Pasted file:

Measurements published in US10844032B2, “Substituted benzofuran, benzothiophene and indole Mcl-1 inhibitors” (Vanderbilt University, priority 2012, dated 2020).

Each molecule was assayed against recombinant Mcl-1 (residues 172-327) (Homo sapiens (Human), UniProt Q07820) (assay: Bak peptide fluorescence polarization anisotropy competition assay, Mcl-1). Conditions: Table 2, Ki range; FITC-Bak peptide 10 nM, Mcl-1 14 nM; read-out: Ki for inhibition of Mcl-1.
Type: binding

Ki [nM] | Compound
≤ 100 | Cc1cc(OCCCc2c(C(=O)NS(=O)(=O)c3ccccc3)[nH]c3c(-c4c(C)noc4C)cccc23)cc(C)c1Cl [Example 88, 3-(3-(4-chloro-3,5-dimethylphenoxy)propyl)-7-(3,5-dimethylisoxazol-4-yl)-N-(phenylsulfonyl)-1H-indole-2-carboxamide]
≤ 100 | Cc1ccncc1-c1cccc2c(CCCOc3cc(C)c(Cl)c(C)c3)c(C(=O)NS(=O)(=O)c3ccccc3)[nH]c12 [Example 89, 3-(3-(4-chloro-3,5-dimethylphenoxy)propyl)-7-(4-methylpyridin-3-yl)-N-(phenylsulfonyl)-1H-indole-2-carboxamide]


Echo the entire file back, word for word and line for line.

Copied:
Measurements published in US10844032B2, “Substituted benzofuran, benzothiophene and indole Mcl-1 inhibitors” (Vanderbilt University, priority 2012, dated 2020).

Each molecule was assayed against recombinant Mcl-1 (residues 172-327) (Homo sapiens (Human), UniProt Q07820) (assay: Bak peptide fluorescence polarization anisotropy competition assay, Mcl-1). Conditions: Table 2, Ki range; FITC-Bak peptide 10 nM, Mcl-1 14 nM; read-out: Ki for inhibition of Mcl-1.
Type: binding

Ki [nM] | Compound
≤ 100 | Cc1cc(OCCCc2c(C(=O)NS(=O)(=O)c3ccccc3)[nH]c3c(-c4c(C)noc4C)cccc23)cc(C)c1Cl [Example 88, 3-(3-(4-chloro-3,5-dimethylphenoxy)propyl)-7-(3,5-dimethylisoxazol-4-yl)-N-(phenylsulfonyl)-1H-indole-2-carboxamide]
≤ 100 | Cc1ccncc1-c1cccc2c(CCCOc3cc(C)c(Cl)c(C)c3)c(C(=O)NS(=O)(=O)c3ccccc3)[nH]c12 [Example 89, 3-(3-(4-chloro-3,5-dimethylphenoxy)propyl)-7-(4-methylpyridin-3-yl)-N-(phenylsulfonyl)-1H-indole-2-carboxamide]